Dark Depictions of a Sunny State
Posted December 26, 2017 10:10 a.m. EST
The fires that ripped across California have produced a round of commentary about the perils that come with living in this state. It is nothing new. California has inspired an entire genre of literature and film over the years: dark and apocalyptic, with a disaster lurking behind every stunning sunset illuminating those late-afternoon winter surfers on the Pacific.
“Wildfires are the price Angelenos pay to live in a city that straddles mountains, builds housing into hillsides, and threads communities through brush-filled canyons,” The Atlantic wrote this month. “We pick this poison, in place of living with tornadoes or hurricanes or winter storms where ice falls from the sky and blankets whole regions.”
Over the decades, California — in films and books — has been pummeled by earthquakes, tidal waves and fires. It has been invaded by aliens. Film noir has flourished, particularly in Los Angeles, a city that seems perfect for setting dark, creepy and pessimistic films.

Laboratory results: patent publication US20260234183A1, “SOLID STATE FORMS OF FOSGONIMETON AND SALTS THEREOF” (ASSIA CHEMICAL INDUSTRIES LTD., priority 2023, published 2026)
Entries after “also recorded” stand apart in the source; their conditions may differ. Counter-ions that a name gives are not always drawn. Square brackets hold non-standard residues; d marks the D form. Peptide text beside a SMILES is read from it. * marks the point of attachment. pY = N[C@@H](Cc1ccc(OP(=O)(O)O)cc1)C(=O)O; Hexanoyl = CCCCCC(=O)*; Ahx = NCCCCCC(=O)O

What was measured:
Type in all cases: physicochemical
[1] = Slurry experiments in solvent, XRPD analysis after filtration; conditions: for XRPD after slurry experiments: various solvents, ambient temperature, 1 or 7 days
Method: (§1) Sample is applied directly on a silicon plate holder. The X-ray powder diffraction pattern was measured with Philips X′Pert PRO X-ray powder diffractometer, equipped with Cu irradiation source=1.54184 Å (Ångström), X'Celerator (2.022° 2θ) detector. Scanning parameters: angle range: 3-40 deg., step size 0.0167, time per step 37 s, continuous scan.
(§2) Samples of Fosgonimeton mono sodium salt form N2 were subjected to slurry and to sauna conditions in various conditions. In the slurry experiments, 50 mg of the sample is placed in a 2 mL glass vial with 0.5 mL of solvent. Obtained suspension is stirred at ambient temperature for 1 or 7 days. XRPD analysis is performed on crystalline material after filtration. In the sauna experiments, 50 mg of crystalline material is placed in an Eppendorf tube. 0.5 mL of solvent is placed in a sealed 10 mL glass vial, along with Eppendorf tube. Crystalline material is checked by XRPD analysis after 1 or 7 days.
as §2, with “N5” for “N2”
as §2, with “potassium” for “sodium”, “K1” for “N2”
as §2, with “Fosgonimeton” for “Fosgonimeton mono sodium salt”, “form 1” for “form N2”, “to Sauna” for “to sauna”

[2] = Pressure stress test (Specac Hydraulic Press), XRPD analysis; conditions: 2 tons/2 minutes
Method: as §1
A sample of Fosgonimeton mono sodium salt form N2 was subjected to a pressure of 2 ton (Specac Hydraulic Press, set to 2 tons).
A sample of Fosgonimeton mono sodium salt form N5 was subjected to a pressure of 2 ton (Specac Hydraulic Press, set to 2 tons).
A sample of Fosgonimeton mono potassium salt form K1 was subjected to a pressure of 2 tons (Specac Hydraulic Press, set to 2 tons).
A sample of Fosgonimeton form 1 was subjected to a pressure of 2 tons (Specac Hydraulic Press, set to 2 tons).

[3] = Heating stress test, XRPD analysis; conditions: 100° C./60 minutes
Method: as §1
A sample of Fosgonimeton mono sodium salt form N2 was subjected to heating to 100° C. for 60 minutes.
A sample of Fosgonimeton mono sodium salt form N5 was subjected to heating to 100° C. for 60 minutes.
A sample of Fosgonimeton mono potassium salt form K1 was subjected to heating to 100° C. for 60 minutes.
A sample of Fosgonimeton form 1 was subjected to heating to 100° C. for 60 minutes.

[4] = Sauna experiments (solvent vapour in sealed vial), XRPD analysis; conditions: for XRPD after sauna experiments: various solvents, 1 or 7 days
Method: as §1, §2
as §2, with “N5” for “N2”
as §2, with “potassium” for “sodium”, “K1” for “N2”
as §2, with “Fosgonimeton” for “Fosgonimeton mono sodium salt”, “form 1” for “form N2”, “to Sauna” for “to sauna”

Why are people picking on California? Well, for one thing, there is some truth here: This state is a place of wildfires, mudslides, catastrophic flooding and earthquakes.
“When people come to California and they see the hills decked with poppies — everything is beautiful — they expect this is the norm,” said Mike Davis, a Southern California historian who recently wrote about the fires in a New Yorker essay. “The promotion of California as this paradise is a fundamental misrecognition of the nature of the environment that people live in.”
But could there also be a whisper of East Coast resentment — or shall we say schadenfreude — from out-of-state commentators who, understandably, might be irritated by, to use a seasonal example, the cheery “Merry Christmas from the Santa Monica beach!” Instagram posts that pop up this time of year. Some people, as Davis noted, just don’t love California.
“People love seeing LA destroyed,” Davis said. “They love seeing all those weirdos get it.”